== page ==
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Pakistan Supreme Court dismisses Nawaz Sharif's review petition against Panama Papers verdict

The Pakistan Supreme Court on Friday dismissed the review petitions filed by deposed Prime Minister Nawaz Sharif and his children against the Panama Papers judgment of 28 July.

The court had reserved its verdict on the review petitions after the lawyers for all petitioners completed their arguments earlier in the day, Dawn online reported.

A five-judge bench headed by Justice Asif Saeed Khosa had taken up the petitions seeking review of the court's 28 July judgement which disqualified Nawaz Sharif and ordered the filing of corruption references against the former premier, his children - Hussain, Hassan and Maryam Nawaz, son-in-law retired Captain Mohammad Safdar and Finance Minister Ishaq Dar.

On 28 July, a five-member bench had disqualified Sharif under articles 62 and 63 of the Constitution, which state that a member of the Parliament should be "truthful" and "righteous".

It was the third time the 67-year-old veteran politician's term as premier had been cut short.

As the unanimous verdict by the five-judge bench was being read out by Justice Ejaz Afzal Khan inside the packed courtroom 1 of the Supreme Court, a large number of opposition Pakistan Tehreek-e-Insaf workers celebrated outside.

 Pakistan Supreme Court dismisses Nawaz Sharifs review petition against Panama Papers verdict

File image of former prime minister Nawaz Sharif. AP

The Imran Khan-led Pakistan Tehreek-e-Insaf, in a swipe at Sharif, tweeted, "Godfather's Rule has ended for good! Truth & Justice have prevailed!"

The prime minister was disqualified from holding his office as the judges ruled that he had been dishonest to Parliament and the courts and could not be deemed fit for his office.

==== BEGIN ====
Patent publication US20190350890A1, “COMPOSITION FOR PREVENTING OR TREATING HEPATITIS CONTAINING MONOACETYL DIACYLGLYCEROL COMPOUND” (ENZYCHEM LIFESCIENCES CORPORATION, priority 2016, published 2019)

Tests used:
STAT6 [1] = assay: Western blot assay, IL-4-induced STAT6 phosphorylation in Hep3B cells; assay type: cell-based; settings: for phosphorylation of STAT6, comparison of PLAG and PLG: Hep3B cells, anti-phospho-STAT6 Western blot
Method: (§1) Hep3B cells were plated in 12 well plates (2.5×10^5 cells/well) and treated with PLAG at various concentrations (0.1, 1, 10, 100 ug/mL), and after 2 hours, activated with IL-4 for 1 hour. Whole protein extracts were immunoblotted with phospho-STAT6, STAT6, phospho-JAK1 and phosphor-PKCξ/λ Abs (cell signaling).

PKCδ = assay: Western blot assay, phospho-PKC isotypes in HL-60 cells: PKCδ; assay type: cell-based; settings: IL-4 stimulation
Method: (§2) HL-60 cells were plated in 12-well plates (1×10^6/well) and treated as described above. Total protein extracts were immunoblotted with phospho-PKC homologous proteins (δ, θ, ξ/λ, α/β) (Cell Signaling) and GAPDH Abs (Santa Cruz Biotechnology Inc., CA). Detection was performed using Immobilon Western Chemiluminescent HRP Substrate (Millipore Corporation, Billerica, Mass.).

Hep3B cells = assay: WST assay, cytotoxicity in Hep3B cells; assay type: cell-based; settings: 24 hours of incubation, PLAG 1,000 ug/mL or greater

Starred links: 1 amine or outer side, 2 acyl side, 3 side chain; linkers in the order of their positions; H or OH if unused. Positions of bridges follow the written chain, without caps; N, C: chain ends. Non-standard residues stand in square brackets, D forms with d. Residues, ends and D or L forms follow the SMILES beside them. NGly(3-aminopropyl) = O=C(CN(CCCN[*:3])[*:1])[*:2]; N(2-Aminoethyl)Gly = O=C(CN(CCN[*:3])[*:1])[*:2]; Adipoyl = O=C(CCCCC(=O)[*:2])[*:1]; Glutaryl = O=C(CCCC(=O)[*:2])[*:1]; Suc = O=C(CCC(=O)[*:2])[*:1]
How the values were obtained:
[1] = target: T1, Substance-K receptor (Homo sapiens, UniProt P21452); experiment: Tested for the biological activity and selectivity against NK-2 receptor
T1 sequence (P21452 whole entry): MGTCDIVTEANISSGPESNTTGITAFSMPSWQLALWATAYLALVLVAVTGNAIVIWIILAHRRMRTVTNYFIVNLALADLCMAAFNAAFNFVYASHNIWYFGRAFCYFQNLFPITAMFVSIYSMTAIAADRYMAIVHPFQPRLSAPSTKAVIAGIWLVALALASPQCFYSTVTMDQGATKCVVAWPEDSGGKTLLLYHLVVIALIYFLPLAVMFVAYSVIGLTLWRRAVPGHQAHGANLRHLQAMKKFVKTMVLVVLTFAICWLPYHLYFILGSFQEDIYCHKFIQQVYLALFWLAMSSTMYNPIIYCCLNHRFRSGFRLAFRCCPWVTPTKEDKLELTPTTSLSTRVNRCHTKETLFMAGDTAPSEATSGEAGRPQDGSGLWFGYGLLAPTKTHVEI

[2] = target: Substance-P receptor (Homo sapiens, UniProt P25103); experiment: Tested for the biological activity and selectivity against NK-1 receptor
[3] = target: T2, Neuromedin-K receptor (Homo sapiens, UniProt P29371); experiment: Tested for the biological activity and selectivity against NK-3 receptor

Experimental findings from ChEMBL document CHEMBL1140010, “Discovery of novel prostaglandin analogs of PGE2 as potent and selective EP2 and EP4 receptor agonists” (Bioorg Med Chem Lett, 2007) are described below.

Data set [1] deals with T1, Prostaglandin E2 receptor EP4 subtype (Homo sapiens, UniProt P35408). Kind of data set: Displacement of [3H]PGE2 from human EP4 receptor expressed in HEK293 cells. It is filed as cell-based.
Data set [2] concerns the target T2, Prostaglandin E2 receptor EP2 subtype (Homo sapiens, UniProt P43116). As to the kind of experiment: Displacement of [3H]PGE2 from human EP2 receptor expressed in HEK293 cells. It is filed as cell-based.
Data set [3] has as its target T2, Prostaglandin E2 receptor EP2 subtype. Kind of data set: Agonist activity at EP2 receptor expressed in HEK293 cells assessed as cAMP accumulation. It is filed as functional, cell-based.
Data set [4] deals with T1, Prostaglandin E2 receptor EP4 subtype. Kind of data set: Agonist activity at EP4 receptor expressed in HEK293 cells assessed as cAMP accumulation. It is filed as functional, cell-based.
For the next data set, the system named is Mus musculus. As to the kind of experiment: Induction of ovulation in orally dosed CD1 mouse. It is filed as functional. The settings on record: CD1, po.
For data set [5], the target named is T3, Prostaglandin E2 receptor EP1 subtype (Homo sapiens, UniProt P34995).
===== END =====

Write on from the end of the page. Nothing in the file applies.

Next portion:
Finance Minister Ishaq Dar and captain Safdar, who is an Member of National Assembly (MNA), also stood disqualified from office, Justice Khan said.

"He is disqualified as a member of the parliament so he has ceased to be holding the office of Prime Minister", Justice Khan said. The court ordered Election Commission to issue a notification for Sharif's disqualification.

The court had also ordered the National Accountability Court to start a corruption case against Sharif, his children — Hussain and Hassan — and his daughter Maryam.

The Supreme Court ordered that the cases against them be registered within six weeks and trial be completed within six months.

The scandal is about alleged money laundering by Sharif in 1990s, when he twice served as prime minister, to purchase assets in London. The assets surfaced when Panama Papers leak last year revealed that they were managed through offshore companies owned by Sharif's children.

The assets include four expensive flats in London.

Sharif has been the prime minister of Pakistan for a record three times. He leads Pakistan's most powerful political family and the ruling PML-N party.

A steel tycoon-cum-politician, Sharif had served as the Pakistan's prime minister for the first time from 1990 to 1993. His second term from 1997 was ended in 1999 by army chief Pervez Musharraf in a bloodless coup.

In May, the Supreme Court set up a six-member joint investigation team (JIT) to investigate the charges against Sharif and his family. The JIT submitted its report to the court on 10 July.

It said the lifestyle of Sharif and his children were beyond their known sources of income, and recommended filing of a new corruption case against them.

Sharif dismissed the report as a "bundle of baseless allegations" and refused to quit, despite demands to do so from several quarters, including opposition political parties.

On 21 July, the court reserved its verdict after concluding the hearing.

The six-member JIT was set up with a mandate to probe the Sharif family for allegedly failing to provide the trail of money used to buy properties in London in the 1990s.

The top court took up the case in October last year on petitions filed by Pakistan Tehreek-e-Insaf, Awami Muslim League and Jamaat-e-Islami and reserved the verdict in February after conducting hearings on a daily basis.

The five-judge bench that issued the verdict comprised — Justices Asif Saeed, Khosa Khan, Gulzar Ahmed, Sheikh Azmat Saeed and Ijazul Ahsan.

The court took up the case on 3 November last year and held 35 hearings spanning over more.

With inputs from agencies

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Updated Date: Sep 15, 2017 13:09:55 IST